Chad Finn: 3 thoughts on Al Horford’s thunderous Game 4 dunk

Al Horford howls after he dunked on the Bucks' Giannis Antetokounmpo in the fourth quarter. Jim Davis/Globe Staff

Question: How many times have you watched the highlight clip today?

Ten times? Twenty? Thirty-five going on 36?

Do I even need to identify the highlight I mean? Right, of course, that one, obviously: Al Horford’s Giannis-shaking, momentum-shifting, thunderous driving slam (plus the foul) with just under 10 minutes left in Game 4 Monday night.

With all of the successes of Boston’s assorted sports teams this century, we’ve been blessed with so many perpetually rewatchable moments. I’d say the two I’ve watched the most through the years are Malcolm Butler’s to save Super Bowl XLIX and Dave Roberts’s steal in Game of the 2004 American League Championship Series. There are probably a half-dozen extraordinary others I’m forgetting.


Horford’s dunk, the signature moment from his masterful 30-point performance,  will never approach the historical magnitude of those two plays, even if the Celtics do end up collecting Banner 18 this season. But no matter how this series and this season ultimately play out, it’s always going to be a joy to watch, again and again.

I’ve seen it maybe 25 times since the end of the Celtics’ 116-108 victory Monday night, and I just wanted to take the opportunity here to commemorate a couple of details that show up upon repeated viewing .. or, at least, a couple of things I didn’t notice initially.

So let’s call this Three Things You Notice When The Horford Dunk is Playing on a Loop on Your Television, Phone, and In Your Mind …

I’m still not sure how he blew past Giannis so easily: The play began with Horford ripping down a rebound and passing to Marcus Smart, who returned the ball to Horford on the right wing when they were in the halfcourt. Antetokounmpo was glued to Horford, if overplaying him slightly to the right. Horford upfaked (and it wasn’t exactly a vintage Larry Legend fake), ducked his shoulder … and smoked Giannis like he was Jabari Parker or another defensively challenged forward of your choosing. Just an incredibly strong and explosive first step by a 35-year-old guy against the most explosive athlete in the league.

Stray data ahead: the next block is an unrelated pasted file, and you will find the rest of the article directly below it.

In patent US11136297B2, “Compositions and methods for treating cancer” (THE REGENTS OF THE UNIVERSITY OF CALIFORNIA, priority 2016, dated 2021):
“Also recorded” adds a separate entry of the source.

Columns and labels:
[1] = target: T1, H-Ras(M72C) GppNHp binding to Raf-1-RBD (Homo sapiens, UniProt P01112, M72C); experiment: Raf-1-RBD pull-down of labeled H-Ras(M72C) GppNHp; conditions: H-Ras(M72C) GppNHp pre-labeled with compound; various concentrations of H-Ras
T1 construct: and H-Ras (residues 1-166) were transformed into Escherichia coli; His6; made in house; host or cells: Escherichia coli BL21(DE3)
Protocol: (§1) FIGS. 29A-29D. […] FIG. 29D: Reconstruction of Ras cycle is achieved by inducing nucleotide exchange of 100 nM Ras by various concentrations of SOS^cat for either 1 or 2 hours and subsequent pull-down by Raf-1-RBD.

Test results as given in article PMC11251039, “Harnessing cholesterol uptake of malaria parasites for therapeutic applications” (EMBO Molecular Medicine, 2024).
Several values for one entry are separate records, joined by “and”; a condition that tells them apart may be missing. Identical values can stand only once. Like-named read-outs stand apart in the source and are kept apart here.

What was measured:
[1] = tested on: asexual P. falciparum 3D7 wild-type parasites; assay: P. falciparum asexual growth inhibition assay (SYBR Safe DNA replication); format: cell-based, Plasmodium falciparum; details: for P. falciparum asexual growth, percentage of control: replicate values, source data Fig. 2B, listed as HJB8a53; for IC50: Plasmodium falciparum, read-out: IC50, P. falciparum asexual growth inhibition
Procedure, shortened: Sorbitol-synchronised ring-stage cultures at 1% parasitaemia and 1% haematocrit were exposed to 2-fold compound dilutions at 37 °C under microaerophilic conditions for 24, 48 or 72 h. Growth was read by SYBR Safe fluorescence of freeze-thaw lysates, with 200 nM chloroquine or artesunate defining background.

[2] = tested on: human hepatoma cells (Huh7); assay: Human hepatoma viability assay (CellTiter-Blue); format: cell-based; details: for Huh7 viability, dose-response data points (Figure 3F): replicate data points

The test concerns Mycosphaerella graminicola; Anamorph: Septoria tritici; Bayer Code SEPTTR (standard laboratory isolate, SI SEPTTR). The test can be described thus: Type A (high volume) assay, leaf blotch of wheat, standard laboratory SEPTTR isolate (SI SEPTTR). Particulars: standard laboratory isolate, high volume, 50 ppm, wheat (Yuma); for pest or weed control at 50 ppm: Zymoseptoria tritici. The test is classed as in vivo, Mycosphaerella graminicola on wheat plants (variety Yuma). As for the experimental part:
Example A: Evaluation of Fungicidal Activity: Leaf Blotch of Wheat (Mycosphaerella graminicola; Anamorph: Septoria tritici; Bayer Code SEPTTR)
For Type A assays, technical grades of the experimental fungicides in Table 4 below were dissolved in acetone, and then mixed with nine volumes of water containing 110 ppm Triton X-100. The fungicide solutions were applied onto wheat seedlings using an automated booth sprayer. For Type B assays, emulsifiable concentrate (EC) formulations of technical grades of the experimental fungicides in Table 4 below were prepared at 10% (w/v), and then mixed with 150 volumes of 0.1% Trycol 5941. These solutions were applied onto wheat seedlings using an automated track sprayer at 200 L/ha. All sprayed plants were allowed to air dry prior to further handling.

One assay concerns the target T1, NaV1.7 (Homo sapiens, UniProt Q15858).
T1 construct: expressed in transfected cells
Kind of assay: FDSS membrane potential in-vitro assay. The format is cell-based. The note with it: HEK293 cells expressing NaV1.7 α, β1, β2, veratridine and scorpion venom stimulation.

Payton Pritchard is a quality hype man: When the usually chill Horford let loose with a few screams and fist pumps, Pritchard was the first one there to pump him up. Pritchard hasn’t played great in the last couple of games, but he has been fiery. I do wish TNT cameras had panned to the Celtics bench, though. Grant Williams and Nik Stauskas in particular seemed to be going nuts. And you know Malik Fitts was having a good time.


Grayson Allen was no help: It’s pretty hilarious, actually. Allen made the executive decision to get out of Horford’s way when he saw him launching toward the hoop. Then, as Giannis sprawled on the court like he was awaiting a chalk outline, Allen didn’t bother to try to help him up. He was probably puzzled to see someone prone on the court that he didn’t put there with a trip.


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